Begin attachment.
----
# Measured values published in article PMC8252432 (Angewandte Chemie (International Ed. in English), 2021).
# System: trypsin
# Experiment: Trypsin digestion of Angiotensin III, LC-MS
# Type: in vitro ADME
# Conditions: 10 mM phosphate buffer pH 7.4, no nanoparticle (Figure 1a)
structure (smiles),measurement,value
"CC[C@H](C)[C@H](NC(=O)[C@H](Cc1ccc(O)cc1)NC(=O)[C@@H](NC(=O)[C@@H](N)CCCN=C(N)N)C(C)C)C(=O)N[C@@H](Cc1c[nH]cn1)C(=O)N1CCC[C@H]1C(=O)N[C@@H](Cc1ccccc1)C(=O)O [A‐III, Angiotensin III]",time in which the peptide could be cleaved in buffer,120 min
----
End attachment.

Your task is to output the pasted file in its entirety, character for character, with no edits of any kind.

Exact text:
# Measured values published in article PMC8252432 (Angewandte Chemie (International Ed. in English), 2021).
# System: trypsin
# Experiment: Trypsin digestion of Angiotensin III, LC-MS
# Type: in vitro ADME
# Conditions: 10 mM phosphate buffer pH 7.4, no nanoparticle (Figure 1a)
structure (smiles),measurement,value
"CC[C@H](C)[C@H](NC(=O)[C@H](Cc1ccc(O)cc1)NC(=O)[C@@H](NC(=O)[C@@H](N)CCCN=C(N)N)C(C)C)C(=O)N[C@@H](Cc1c[nH]cn1)C(=O)N1CCC[C@H]1C(=O)N[C@@H](Cc1ccccc1)C(=O)O [A‐III, Angiotensin III]",time in which the peptide could be cleaved in buffer,120 min